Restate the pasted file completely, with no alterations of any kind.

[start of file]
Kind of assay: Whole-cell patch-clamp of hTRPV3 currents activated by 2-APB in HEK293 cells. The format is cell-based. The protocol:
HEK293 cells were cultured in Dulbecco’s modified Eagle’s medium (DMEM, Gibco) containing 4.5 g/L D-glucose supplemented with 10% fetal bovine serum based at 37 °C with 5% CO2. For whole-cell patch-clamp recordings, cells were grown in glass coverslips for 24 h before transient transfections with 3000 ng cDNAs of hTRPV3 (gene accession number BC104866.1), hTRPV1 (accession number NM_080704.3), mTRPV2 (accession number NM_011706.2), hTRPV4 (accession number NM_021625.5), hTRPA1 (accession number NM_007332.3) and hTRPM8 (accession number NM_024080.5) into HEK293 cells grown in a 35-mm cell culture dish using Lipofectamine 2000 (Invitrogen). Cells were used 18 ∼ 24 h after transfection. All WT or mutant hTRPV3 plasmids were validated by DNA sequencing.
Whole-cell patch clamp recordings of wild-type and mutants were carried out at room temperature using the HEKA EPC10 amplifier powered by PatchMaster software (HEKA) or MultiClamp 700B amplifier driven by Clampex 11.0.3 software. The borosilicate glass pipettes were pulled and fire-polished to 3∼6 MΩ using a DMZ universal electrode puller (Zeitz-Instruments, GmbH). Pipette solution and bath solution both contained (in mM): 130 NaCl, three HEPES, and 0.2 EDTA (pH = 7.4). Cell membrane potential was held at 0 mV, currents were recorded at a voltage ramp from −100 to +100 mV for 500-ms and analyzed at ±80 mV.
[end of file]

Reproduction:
Kind of assay: Whole-cell patch-clamp of hTRPV3 currents activated by 2-APB in HEK293 cells. The format is cell-based. The protocol:
HEK293 cells were cultured in Dulbecco’s modified Eagle’s medium (DMEM, Gibco) containing 4.5 g/L D-glucose supplemented with 10% fetal bovine serum based at 37 °C with 5% CO2. For whole-cell patch-clamp recordings, cells were grown in glass coverslips for 24 h before transient transfections with 3000 ng cDNAs of hTRPV3 (gene accession number BC104866.1), hTRPV1 (accession number NM_080704.3), mTRPV2 (accession number NM_011706.2), hTRPV4 (accession number NM_021625.5), hTRPA1 (accession number NM_007332.3) and hTRPM8 (accession number NM_024080.5) into HEK293 cells grown in a 35-mm cell culture dish using Lipofectamine 2000 (Invitrogen). Cells were used 18 ∼ 24 h after transfection. All WT or mutant hTRPV3 plasmids were validated by DNA sequencing.
Whole-cell patch clamp recordings of wild-type and mutants were carried out at room temperature using the HEKA EPC10 amplifier powered by PatchMaster software (HEKA) or MultiClamp 700B amplifier driven by Clampex 11.0.3 software. The borosilicate glass pipettes were pulled and fire-polished to 3∼6 MΩ using a DMZ universal electrode puller (Zeitz-Instruments, GmbH). Pipette solution and bath solution both contained (in mM): 130 NaCl, three HEPES, and 0.2 EDTA (pH = 7.4). Cell membrane potential was held at 0 mV, currents were recorded at a voltage ramp from −100 to +100 mV for 500-ms and analyzed at ±80 mV.